The Record, Tuesday, August 24, 2004
by Scott Fallon, Staff Writer
Navigating Sheldon Aronowitz's two-bedroom apartment in Teaneck is similar to the scientists exploring the Amazon in the 3-D classic Creature from the Black Lagoon.
Danger can be found anywhere, from the pop-culture memorabilia piled precariously high against the walls, to the narrow aisles made from cardboard boxes heaped upon one another.
And while a green, amphibious monster is not going to jump out at you, there will be plenty of pictures and posters honoring the beast in those boxes you'll be tripping over.
Here on Lozier Place exists arguably the largest collection of 3-D images and souvenirs in the world.
Aronowitz has amassed 200,000 lenticulars (those multi-layered plastic images that seem animated), 50,000 View-Master reels, 1,000 View-Master viewers, 3,000 pop-up books, and 300 3-D cameras over the last 30 years. The collection is spread out in the 55-year-old social worker's apartment, four nearby garages, and his ex-wife's attic.
Yes, his obsession with 3-D helped end his 15-year marriage but did not sour the relationship. Aronowitz photographed his ex-wife's second wedding two years ago and gave her 12 View-Master reels of the ceremony and reception as a present.
"They both loved it," he said matter-of-factly on a recent afternoon. "We're still good friends. And she keeps a lot of my collection."
Aronowitz's uber-hobby is fairly unique, especially since the public's fascination with 3-D hit its peak a half-century ago.
But there are still loyal devotees. The National Stereoscopic Association boasts 3,000 members and has held an annual convention for more than two decades. IMAX films have helped revive interest in 3D in the last decade by showing movies on screens up to eight stories high. Among it all is Aronowitz, who is considered a bit of a celebrity in the 3D circuit.
"He knows what everybody has and what everybody has done," said Greg Dinkins, director of the New York Stereoscopic Society. "There are just a handful of people who know what he knows."
Aronowitz arrived on the scene about 15 years late. Three-D became very popular in the 1950s when Hollywood embraced the technology. Dozens of 3-D films were produced, including Hitchcock's revered Dial M for Murder.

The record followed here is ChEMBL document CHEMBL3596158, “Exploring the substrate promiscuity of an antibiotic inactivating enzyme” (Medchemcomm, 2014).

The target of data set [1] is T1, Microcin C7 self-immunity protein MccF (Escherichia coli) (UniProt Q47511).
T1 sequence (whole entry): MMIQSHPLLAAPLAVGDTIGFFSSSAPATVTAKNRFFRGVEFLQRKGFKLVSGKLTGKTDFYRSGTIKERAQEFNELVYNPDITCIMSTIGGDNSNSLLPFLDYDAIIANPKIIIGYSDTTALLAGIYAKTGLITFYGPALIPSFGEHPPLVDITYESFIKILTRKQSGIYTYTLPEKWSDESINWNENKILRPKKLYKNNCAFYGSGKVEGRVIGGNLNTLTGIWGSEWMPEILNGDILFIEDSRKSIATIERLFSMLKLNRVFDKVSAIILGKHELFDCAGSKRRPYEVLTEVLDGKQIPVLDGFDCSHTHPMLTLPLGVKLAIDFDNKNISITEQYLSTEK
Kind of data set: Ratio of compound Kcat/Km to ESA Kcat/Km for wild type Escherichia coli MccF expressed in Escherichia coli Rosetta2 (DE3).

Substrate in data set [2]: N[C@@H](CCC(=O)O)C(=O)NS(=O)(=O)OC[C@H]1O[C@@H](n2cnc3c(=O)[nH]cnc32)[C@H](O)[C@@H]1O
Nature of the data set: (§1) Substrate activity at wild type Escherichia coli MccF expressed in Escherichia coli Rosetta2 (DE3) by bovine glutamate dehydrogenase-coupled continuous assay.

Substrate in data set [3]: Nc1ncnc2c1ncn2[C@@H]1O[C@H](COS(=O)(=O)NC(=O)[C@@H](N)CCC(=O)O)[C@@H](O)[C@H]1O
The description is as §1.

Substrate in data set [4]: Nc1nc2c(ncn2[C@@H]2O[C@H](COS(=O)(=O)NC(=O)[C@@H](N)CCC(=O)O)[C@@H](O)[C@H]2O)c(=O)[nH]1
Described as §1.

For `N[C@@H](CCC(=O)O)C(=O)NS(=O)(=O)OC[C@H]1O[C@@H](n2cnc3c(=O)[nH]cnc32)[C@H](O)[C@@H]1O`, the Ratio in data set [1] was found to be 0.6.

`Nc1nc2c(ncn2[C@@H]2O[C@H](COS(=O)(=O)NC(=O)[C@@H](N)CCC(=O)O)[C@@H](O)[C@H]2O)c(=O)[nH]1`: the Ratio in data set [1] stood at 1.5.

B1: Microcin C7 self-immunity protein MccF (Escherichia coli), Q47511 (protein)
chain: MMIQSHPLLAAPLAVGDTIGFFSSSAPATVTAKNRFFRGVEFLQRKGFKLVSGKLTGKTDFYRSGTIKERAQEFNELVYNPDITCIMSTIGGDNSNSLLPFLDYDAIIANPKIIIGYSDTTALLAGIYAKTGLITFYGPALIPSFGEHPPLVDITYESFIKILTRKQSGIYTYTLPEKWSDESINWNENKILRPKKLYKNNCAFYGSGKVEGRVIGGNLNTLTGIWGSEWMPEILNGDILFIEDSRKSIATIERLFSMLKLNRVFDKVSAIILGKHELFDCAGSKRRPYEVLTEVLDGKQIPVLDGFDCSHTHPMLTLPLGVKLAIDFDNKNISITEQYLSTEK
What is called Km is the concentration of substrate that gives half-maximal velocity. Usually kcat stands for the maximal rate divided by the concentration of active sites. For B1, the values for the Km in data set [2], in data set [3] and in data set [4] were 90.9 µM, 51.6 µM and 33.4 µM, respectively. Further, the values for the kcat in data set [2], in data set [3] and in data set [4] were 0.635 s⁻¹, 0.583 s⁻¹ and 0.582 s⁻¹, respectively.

But most were poorly made science fiction thrillers that didn't last long in theaters. Movie studios capitalized on the fad by churning out films as quickly as possible despite holes in the script and consistent B-level talent.
When Aronowitz graduated from Fairleigh Dickinson University in 1971, he knew little about 3-D other than the flicks he had seen as a kid.
Aronowitz had trouble finding a job in social work and instead took portraits of newborns for an East Orange photo studio. While rummaging through one of the studio's closets one day, he found 25 3-D cameras.
"They said they were a fad in the Fifties and were just collecting dust," Aronowitz said.
He kept a couple of cameras and started shooting pictures of his family. Soon he was out at flea markets and antique shows every weekend scooping up anything and everything to do with 3-D.
His collection includes two-dimensional posters celebrating 3-D movies such as House of Wax. A centerpiece in his living room is a century-old Taxiphote - a device similar to a nickelodeon that views still 3-D pictures. He even has a toy-store rack of unopened View-Masters and reels of everything from Tweety Bird to Indiana Jones, Graceland, the Eiffel Tower, the space shuttle, and Tarzan.